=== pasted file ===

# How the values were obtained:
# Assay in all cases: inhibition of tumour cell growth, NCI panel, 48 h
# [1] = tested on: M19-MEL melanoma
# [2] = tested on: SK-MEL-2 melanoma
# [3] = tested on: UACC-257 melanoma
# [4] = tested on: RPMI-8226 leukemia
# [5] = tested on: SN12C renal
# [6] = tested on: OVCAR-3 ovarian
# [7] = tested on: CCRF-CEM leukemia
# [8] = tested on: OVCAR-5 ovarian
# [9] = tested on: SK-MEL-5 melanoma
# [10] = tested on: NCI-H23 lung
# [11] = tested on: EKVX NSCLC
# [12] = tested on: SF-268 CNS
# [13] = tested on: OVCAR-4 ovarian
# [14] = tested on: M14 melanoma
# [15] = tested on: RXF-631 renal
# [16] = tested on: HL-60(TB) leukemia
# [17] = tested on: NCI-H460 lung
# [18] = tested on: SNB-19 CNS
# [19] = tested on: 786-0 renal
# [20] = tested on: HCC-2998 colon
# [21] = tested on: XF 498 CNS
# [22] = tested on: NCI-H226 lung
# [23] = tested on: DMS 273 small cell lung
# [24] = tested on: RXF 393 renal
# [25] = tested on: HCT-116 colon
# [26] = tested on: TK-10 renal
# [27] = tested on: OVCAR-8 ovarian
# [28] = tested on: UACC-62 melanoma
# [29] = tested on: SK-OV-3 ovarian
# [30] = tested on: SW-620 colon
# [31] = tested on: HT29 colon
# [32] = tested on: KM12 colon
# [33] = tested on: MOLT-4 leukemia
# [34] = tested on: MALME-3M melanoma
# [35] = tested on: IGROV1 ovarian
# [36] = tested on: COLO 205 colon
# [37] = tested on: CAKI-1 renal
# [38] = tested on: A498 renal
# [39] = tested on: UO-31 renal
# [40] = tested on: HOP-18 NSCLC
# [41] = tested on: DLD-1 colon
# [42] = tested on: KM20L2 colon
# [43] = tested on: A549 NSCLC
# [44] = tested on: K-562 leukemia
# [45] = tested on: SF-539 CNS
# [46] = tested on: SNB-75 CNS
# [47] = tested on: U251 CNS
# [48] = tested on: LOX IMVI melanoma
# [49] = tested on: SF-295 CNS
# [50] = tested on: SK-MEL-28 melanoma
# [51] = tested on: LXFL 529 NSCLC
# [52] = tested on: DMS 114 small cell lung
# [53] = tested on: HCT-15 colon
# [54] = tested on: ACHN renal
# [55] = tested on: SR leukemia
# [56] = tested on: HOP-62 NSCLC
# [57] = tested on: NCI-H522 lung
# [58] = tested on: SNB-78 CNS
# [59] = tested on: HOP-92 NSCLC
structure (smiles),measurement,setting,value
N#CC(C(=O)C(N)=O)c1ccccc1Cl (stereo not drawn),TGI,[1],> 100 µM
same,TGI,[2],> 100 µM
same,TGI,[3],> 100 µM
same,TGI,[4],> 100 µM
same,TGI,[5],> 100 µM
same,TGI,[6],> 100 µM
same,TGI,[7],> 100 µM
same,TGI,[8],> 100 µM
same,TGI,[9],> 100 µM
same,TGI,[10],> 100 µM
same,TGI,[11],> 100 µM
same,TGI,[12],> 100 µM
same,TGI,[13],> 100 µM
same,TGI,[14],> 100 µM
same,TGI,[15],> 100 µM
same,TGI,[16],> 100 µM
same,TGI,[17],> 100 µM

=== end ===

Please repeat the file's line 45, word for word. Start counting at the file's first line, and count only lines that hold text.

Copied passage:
# [43] = tested on: A549 NSCLC